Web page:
The training, as it stands, never really helped me. Part of that is my fault but a lot of it is the training was just not applicative to the problems I had. It was a one size fits all approach. I would have much rather have seen stories of how specific units solved problems. I'd rather learn from someone else's experience then read "this is how you must do it."

Another aspect of training is what round table was probably intended to be ( @David CO's comment about a round table is spot on). If there are only 4 units in a city or group of close by towns, then they could meet for dinner and talk about how their unit's are going and just help each other out. No district needed and certainly not 40 minutes of announcements like our last round table.

Turnkey programs are a lot of work for districts and councils. Just one example of what our district might do and might be the future: My council wants to raise the price of camporees to something like $40/scout so they can make $25/scout. So, we'd be charging a lot and not be able to deliver anything close to what's charged. I won't have anything to do with that so we were talking about "10 troops in a field." Basically, no camporee, just set the date and let's camp near each other. Units can organize an event and we'll share. So, this will require not much more than email, or that round table idea, to organize. I don't see a need for MB fairs either, but I always liked the idea of getting a bunch of MB counselors together and encouraging scouts to run around and connect with those counselors to do something at another time. Again, really simple to organize. Summer camp is a council thing and I'd leave it there.

The idea of commissioners, while good, has never worked for me. Just off the top of my head, use the above neighborly round table model and break districts into groups of half a dozen that live close to each other and have a spread of scouting maturity - some new, some with experience, and a couple that really know. Then, round table is just burgers and beer and a discussion of how each unit is doing and how to help them. Announcements is just an email that was sent out. If you don't like your group someone will help you find another.

So, what is the professional's role in all of this or whatever model you'd rather see? (This assumes the numbers gorilla is no longer sitting on the DE.) What are districts responsible for?

@Cburkhardt - good point.  I'm happy if we want to move this tangent over to that thread.  Perhaps a moderator can help us here.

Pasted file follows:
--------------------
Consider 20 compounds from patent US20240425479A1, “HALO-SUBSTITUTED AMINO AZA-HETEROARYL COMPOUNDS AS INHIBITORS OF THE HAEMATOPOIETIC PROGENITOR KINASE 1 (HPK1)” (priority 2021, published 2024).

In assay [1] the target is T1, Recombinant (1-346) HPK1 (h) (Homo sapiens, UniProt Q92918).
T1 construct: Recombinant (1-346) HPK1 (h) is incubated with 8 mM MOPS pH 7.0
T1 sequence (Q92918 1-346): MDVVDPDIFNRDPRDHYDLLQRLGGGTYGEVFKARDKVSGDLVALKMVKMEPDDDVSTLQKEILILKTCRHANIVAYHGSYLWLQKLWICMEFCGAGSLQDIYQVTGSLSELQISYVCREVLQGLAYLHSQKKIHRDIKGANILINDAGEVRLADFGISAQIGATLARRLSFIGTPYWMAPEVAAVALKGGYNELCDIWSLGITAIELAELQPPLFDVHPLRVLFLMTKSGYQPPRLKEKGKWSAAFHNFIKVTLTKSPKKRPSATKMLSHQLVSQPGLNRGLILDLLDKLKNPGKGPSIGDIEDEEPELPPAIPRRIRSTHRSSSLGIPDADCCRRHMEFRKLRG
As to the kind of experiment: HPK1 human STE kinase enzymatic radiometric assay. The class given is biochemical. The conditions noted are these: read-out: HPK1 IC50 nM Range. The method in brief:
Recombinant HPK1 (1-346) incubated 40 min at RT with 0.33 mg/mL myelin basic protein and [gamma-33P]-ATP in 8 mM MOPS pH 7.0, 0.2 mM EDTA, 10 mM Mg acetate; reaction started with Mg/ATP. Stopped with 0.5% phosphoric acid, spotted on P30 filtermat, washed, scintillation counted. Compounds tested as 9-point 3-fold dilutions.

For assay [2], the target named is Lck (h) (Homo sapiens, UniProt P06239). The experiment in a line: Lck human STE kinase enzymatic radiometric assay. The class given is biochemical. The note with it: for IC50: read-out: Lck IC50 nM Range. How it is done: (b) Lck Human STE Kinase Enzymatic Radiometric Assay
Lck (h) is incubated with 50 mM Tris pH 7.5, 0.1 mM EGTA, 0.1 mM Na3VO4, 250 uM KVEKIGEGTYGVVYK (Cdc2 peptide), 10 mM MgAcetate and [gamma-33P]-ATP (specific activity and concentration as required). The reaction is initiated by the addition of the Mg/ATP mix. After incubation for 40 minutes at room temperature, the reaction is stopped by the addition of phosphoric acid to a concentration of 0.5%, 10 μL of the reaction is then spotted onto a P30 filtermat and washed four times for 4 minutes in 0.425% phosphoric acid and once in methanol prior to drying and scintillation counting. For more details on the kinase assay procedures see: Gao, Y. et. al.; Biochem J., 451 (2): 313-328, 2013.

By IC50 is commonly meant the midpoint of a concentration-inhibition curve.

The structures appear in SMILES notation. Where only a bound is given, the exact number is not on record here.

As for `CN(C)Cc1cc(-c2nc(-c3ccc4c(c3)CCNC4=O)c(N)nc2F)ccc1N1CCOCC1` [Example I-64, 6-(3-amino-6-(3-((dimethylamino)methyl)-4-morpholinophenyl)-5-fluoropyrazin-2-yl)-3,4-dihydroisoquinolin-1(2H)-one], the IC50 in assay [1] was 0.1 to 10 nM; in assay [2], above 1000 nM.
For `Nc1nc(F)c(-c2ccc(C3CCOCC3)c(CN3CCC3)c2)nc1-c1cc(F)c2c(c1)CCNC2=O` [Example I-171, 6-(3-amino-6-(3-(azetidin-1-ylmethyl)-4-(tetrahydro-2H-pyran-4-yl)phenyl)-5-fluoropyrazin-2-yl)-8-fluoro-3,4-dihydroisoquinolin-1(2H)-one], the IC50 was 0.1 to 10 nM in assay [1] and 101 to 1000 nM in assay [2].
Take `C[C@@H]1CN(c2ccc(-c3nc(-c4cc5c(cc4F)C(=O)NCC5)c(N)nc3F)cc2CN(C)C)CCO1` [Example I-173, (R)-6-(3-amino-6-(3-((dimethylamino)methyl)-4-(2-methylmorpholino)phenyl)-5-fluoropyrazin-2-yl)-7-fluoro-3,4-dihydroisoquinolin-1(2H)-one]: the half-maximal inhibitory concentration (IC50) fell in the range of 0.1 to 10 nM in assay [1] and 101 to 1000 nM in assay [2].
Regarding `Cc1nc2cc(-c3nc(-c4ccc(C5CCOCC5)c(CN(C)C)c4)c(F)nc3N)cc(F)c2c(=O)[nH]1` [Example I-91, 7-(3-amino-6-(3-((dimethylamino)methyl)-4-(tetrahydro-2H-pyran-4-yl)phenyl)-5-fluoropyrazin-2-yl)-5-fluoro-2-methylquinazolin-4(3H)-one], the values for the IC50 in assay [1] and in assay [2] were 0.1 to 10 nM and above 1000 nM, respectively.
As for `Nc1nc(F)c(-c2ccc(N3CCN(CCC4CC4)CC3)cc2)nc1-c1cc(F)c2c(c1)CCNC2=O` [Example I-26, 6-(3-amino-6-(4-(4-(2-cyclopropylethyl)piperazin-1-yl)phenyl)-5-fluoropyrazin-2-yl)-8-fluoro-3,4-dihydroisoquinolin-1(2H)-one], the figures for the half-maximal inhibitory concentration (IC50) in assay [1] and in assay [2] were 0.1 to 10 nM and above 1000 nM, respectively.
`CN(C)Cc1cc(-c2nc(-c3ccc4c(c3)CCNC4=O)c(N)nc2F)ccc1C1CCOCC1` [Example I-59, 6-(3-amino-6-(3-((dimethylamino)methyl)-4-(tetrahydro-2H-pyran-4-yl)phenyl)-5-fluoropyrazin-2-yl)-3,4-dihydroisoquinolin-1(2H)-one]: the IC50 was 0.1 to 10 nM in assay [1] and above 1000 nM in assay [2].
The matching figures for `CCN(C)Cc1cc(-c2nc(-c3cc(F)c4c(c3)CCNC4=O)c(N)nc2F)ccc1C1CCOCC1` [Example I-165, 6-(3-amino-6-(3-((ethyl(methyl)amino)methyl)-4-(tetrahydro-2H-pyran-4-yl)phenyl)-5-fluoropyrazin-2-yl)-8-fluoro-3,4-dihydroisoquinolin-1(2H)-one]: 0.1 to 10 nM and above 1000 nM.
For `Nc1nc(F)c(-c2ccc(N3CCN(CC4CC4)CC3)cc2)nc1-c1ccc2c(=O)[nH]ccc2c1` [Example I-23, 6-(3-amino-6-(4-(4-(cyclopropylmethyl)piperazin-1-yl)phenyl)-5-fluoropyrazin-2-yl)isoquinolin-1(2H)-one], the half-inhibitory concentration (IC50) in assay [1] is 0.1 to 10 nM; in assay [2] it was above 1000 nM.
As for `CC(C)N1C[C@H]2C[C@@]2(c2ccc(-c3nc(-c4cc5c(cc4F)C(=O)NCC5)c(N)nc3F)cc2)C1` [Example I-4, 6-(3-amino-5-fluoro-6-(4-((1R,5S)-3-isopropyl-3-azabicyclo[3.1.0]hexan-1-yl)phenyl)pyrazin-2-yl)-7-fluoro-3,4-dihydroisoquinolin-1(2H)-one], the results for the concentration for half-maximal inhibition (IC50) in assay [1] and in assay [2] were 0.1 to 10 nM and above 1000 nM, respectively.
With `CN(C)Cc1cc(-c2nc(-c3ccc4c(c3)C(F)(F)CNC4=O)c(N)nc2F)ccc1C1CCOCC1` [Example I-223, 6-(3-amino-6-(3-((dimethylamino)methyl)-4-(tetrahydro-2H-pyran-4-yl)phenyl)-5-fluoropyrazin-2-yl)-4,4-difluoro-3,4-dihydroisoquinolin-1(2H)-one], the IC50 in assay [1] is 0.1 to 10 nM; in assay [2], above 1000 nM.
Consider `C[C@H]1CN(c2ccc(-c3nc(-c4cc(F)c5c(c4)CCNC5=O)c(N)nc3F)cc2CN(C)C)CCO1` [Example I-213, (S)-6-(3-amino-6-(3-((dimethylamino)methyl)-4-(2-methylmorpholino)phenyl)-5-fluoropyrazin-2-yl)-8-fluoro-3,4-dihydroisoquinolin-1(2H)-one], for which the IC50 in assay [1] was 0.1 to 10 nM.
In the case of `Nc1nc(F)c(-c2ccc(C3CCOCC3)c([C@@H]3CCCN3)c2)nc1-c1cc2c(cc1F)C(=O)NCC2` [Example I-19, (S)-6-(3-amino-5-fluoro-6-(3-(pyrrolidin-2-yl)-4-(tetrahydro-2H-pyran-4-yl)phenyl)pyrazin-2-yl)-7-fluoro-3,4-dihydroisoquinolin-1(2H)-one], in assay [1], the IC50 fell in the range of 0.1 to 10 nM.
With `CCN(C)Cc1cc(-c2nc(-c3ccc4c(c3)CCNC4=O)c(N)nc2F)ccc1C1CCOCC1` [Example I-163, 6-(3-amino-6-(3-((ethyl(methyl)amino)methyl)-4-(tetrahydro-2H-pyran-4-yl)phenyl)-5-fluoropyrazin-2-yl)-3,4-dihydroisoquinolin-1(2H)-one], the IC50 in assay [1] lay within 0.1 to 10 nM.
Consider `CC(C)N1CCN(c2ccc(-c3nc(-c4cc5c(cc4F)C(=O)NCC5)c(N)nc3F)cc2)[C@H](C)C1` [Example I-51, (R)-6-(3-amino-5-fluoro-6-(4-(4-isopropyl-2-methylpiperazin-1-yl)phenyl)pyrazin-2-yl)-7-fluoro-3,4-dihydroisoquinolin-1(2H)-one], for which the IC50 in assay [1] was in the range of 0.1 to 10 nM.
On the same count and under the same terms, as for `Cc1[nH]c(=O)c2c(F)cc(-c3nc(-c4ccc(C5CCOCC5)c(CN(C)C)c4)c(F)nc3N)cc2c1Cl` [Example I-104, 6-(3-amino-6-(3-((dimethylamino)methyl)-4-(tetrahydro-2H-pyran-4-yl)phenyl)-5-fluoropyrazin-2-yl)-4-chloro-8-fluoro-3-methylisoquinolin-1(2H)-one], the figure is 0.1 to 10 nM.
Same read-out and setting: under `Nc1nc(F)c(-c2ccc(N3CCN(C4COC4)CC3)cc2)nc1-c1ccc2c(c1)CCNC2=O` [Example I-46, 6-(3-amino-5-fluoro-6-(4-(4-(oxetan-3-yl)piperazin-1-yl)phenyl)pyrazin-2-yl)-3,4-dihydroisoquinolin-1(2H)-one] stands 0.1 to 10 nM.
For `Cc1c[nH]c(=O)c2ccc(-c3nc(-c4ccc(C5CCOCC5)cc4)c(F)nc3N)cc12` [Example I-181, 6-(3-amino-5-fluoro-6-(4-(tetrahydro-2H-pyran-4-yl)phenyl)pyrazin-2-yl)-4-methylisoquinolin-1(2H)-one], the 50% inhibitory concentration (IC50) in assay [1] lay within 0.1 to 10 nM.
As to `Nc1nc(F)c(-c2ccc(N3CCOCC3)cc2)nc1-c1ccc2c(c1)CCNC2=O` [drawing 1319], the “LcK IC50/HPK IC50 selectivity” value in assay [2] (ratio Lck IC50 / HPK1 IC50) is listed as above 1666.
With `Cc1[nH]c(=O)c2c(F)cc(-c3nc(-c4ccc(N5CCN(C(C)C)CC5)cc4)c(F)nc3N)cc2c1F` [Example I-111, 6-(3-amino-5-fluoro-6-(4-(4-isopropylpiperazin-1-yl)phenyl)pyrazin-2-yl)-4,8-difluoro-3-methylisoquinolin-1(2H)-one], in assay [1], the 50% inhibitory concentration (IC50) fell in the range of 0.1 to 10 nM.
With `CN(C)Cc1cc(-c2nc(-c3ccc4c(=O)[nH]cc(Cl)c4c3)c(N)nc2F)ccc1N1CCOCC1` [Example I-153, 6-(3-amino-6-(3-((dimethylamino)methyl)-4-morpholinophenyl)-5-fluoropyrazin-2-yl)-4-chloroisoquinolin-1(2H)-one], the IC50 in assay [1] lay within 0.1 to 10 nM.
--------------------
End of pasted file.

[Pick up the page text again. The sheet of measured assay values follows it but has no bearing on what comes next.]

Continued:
@MattR - as I look through your list of items, I can't help but feel there's a trend where you see there is benefit to "multi-unit/district" things, but the BSA implementation today is lacking. 

  • Training can help, but the BSA "one size fits all doesn't help you"
  • Multi-unit camping good, but the turn-key expensive camporees not so much.

If I read that right, your observation matches mine.  Units benefit from activities beyond the unit level.  However, the current implementations are lacking.  Your ideas appear to be around the idea that units can drive this.  I'm optimistic that there is a role for a volunteer group pulling these together.

In either model, I don't see a strong need for professionals in this kind of work.  I don't see how it's worth the expense for a professional to do this stuff.  Sure, a professional with the right mindset would be nice, but I don't think it's necessary to pay someone for these tasks. 

You start cutting out the expense of paid staff from these tasks and all of a sudden the dynamics change a lot.  Fees drop, hoops you have to jump through go away, etc.  

 

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Abracadabra, and all your posts just moved. Sorry about the confusion.

8 minutes ago, ParkMan said:

@MattR - as I look through your list of items, I can't help but feel there's a trend where you see there is benefit to "multi-unit/district" things, but the BSA implementation today is lacking. 

  • Training can help, but the BSA "one size fits all doesn't help you"
  • Multi-unit camping good, but the turn-key expensive camporees not so much.

If I read that right, your observation matches mine.  Units benefit from activities beyond the unit level.  However, the current implementations are lacking.  Your ideas appear to be around the idea that units can drive this.  I'm optimistic that there is a role for a volunteer group pulling these together.

In either model, I don't see a strong need for professionals in this kind of work.  I don't see how it's worth the expense for a professional to do this stuff.  Sure, a professional with the right mindset would be nice, but I don't think it's necessary to pay someone for these tasks. 

You start cutting out the expense of paid staff from these tasks and all of a sudden the dynamics change a lot.  Fees drop, hoops you have to jump through go away, etc.  

Sure, if it could work without paid help I'd be up for it. I was thinking of our DE's and all but one do not have the same experience as most of the district staff. On the other hand, there should probably be someone that can get things started or can solve bigger issues. It wouldn't need to be a district person, but that topic would have to go back to the other thread. So don't even mention it here. (It took a while to figure out how to move everything. :) )

 

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2 hours ago, TAHAWK said:

  They last an average of eleven months, mostly resigning.   

Look at this bigshot, being able to keep DE's for almost a year. What's the secret to your retention?  :) 

Edited by carebear3895